The Labouchere Amendment, which in 1885 effectively made all forms of male homosexuality illegal, whether in private or public, famously became known as the "blackmailer's charter". Homosexuality (usually male, but occasionally from the late 19th century female) was the most tempting occasion for sexual extortion.

But blackmail also guarded the fences of female sexual respectability. The vulnerability of women to the double standard of morality in the 19th century created many opportunities for the blackmailer. These opportunities seemed to increase in the 1920s as some of the conventional constraints around female sexuality appeared to relax. The "fast woman" and the "gold digger" became new types of perpetrators as well as victims.

Racial transgression added a tasty new element. Lord Mountbatten's wife, Edwina, went to court to defend herself against accusations of an affair with the singer Paul Robeson.

Sexual blackmail thrived in an age when conservative sexual norms defined who was respectable or unrespectable, acceptable or unacceptable. Blackmail played on the contradictions between what people present themselves as being, and what they really were, between what they said they did and what they actually did. It tore apart the veils of discretion that allowed people to have private lives at odds with what society said at any particular times.

The threat of public disclosure hence served to terrorise the private, but also helped to ensure that it conformed to what was socially acceptable.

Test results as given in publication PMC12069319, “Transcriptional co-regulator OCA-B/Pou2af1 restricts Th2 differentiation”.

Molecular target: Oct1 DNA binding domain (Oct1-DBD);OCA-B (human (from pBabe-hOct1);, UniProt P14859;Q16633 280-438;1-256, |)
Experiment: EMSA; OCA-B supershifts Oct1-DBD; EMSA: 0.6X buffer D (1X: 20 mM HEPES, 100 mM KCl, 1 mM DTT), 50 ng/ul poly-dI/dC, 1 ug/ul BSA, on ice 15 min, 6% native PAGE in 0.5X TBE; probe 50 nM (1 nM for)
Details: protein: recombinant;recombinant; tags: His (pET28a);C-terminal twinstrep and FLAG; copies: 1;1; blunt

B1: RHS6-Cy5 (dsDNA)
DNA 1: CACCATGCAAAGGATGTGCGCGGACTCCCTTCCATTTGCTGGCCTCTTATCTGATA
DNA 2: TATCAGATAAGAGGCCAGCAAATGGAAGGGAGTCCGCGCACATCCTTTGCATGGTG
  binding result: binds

This, McLaren suggests, was the social function of the narratives of sexual blackmail that structured the response to sexual blackmail, and inevitably perpetuated the blackmailers' trade.

Sexual blackmail is not dead, but less potent in a world of greater sexual honesty. Since the 1960s, the coming out of lesbians and gay men has drastically reduced the opportunities for blackmail. In a social climate where premarital sex, cohabitation, divorce, abortion and single parenthood are common, blackmail loses its purchase on female respectability. Of course, as sexual blackmail in the old sense declines, so new patterns of anxiety or threat arise. "Outing" of closet homosexuals plays on the survival of hypocrisy. Accusations of sexual harassment or date rape still have to work through our contradictory attitudes towards male and female sexuality. The adulterous alpha male is more likely to be revealed in the tabloid press than blackmailed privately.

As McLaren observes: "Financial payments are now made for disclosure rather than to prevent it." But few would want to go back to the age of sexual blackmail. As he shows in this meticulous and detailed excavation of a painful history, people suffer doubly when their consensual, private erotic needs are denied or distorted by a hypocritical culture: first by being forced to hide or deny their desires; second by being exposed to the insidious forms of sexual blackmail.

Jeffrey Weeks is professor of sociology, South Bank University.

Sexual Blackmail: A Modern Story

Author - Angus McLaren
ISBN - 0 674 00924 X
Publisher - Harvard University Press
Price - £23.50
Pages - 332